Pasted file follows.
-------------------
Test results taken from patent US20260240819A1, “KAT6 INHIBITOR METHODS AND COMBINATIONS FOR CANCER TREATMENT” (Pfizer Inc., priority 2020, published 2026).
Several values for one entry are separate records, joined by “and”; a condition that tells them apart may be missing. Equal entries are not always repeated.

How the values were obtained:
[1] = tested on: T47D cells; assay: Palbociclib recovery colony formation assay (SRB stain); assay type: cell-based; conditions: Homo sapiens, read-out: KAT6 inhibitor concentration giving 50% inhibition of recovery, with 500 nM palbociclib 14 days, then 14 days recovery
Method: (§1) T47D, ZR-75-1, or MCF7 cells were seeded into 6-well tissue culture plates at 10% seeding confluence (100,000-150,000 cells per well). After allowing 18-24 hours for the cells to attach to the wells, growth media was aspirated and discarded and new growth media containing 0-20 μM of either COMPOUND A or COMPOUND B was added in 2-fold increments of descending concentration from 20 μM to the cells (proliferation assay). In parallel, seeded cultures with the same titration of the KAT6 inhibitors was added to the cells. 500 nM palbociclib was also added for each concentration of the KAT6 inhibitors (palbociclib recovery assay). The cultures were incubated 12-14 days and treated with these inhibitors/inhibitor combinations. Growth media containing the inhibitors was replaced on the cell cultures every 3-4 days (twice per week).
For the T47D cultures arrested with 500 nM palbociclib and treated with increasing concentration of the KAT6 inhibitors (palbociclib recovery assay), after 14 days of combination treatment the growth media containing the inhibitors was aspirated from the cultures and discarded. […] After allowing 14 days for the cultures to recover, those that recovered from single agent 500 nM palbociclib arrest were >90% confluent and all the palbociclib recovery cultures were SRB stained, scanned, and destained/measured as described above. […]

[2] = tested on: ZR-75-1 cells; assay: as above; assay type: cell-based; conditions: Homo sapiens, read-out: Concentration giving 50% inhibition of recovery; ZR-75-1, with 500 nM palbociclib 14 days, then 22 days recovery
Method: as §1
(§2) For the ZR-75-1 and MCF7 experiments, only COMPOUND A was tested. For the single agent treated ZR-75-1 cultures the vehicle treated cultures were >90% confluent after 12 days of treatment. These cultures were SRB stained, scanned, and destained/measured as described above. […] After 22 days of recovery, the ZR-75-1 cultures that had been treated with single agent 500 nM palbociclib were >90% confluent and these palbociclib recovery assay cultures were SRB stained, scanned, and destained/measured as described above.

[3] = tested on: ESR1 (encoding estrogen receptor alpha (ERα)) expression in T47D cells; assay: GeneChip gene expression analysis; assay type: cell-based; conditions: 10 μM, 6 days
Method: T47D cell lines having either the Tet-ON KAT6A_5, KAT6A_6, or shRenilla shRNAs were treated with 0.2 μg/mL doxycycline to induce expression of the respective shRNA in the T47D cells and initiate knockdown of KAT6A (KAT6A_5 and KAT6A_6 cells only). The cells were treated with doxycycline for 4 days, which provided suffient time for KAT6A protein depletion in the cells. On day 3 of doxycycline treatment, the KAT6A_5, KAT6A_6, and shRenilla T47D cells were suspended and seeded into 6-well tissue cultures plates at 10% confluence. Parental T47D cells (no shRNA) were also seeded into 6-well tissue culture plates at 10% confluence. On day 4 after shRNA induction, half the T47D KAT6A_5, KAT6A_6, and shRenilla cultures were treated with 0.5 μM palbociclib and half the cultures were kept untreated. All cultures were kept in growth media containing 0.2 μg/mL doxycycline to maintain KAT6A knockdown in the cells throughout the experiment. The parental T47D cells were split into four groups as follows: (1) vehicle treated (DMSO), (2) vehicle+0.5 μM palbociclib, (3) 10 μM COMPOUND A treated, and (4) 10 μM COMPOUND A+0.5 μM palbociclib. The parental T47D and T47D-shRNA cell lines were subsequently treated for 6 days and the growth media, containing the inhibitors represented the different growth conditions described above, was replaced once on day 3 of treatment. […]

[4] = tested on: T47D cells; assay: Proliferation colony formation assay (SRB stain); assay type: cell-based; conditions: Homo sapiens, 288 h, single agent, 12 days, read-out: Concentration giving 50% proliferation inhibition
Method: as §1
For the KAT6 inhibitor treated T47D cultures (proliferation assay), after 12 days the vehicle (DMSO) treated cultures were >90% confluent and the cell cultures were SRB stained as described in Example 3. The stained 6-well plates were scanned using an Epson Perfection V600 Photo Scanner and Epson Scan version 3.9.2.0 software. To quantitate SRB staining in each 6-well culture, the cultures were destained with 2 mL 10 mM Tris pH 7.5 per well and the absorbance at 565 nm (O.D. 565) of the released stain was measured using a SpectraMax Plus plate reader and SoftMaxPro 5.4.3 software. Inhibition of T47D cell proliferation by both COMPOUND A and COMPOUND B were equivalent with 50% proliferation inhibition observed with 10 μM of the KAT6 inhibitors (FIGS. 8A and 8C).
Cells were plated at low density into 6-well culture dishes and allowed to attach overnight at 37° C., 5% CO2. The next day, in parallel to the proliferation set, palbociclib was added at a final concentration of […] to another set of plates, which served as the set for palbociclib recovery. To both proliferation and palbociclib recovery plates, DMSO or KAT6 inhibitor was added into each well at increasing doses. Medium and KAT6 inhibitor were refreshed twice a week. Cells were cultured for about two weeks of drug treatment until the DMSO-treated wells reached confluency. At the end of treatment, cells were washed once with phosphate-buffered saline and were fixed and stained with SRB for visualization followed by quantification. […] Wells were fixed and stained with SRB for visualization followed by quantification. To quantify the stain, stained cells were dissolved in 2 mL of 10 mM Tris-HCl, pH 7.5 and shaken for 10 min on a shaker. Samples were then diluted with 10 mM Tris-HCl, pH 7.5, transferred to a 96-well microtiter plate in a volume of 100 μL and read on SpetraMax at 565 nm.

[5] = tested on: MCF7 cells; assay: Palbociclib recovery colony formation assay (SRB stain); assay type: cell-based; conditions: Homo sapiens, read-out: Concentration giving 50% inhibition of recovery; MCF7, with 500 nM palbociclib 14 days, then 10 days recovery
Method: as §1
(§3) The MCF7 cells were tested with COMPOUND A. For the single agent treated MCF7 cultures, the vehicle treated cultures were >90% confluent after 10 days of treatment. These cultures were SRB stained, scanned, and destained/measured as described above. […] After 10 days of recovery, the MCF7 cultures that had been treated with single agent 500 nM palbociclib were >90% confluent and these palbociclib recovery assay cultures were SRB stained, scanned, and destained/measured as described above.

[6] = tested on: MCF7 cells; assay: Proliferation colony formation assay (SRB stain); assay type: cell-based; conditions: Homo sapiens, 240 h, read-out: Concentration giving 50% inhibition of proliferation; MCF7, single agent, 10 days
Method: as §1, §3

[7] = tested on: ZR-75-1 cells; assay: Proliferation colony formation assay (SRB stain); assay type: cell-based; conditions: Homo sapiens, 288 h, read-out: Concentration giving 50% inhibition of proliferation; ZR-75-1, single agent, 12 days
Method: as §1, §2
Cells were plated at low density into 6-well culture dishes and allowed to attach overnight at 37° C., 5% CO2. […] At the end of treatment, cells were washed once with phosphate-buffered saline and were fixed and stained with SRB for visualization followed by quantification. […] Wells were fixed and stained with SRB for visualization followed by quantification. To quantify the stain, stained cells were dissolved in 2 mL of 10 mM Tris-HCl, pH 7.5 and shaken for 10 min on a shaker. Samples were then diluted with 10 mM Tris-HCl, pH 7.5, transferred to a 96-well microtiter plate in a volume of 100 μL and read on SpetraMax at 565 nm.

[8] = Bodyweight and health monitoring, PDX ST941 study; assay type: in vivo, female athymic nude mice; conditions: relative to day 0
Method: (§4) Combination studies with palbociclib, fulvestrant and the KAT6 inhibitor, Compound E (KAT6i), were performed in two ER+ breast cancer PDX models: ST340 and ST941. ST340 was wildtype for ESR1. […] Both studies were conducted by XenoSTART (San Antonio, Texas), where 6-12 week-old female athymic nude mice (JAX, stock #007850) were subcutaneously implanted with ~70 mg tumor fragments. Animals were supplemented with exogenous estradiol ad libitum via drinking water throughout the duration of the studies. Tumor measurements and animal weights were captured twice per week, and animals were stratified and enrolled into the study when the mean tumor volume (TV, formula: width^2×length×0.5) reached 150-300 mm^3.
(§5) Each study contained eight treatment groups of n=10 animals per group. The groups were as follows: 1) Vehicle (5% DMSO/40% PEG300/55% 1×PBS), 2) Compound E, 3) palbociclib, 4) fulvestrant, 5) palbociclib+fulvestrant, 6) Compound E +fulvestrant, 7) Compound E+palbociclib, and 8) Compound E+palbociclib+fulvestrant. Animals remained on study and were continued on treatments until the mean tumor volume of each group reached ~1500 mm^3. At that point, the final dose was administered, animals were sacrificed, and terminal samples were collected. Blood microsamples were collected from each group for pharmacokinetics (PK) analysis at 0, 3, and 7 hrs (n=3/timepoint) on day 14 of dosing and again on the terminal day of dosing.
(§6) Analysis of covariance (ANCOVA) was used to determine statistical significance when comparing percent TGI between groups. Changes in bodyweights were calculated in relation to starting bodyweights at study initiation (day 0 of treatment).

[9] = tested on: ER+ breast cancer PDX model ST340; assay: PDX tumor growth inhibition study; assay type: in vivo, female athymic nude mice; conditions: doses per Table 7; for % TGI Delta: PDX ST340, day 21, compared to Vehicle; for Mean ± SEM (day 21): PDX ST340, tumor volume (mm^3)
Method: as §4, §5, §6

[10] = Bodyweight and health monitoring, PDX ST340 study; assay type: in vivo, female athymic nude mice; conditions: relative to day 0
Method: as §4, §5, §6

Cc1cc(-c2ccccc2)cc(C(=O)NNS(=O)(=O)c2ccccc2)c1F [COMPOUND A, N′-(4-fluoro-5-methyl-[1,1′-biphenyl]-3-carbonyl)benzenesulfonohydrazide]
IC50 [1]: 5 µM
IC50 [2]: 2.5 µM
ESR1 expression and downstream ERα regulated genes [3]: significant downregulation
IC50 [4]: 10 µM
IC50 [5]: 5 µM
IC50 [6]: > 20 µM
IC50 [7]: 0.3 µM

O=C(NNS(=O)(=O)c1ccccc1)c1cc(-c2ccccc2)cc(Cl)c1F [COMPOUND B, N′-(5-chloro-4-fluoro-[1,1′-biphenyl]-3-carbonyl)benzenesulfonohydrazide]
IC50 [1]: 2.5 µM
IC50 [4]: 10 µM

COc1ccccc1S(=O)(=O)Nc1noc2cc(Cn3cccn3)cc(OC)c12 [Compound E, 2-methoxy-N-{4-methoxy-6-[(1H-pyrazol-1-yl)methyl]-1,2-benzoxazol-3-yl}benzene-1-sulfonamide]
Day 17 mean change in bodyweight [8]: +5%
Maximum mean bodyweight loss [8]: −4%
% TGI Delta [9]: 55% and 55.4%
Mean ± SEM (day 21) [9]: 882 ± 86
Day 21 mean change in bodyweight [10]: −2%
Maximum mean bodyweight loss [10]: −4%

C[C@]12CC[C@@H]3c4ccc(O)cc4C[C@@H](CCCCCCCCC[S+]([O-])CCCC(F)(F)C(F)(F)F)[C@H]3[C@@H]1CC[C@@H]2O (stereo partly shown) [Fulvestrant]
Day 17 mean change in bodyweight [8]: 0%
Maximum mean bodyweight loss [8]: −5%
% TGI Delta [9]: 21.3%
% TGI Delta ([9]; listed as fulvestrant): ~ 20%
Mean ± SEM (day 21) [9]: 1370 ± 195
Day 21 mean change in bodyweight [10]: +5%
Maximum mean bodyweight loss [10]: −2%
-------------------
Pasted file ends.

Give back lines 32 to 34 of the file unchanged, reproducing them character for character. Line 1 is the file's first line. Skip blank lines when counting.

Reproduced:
Cc1cc(-c2ccccc2)cc(C(=O)NNS(=O)(=O)c2ccccc2)c1F [COMPOUND A, N′-(4-fluoro-5-methyl-[1,1′-biphenyl]-3-carbonyl)benzenesulfonohydrazide]
IC50 [1]: 5 µM
IC50 [2]: 2.5 µM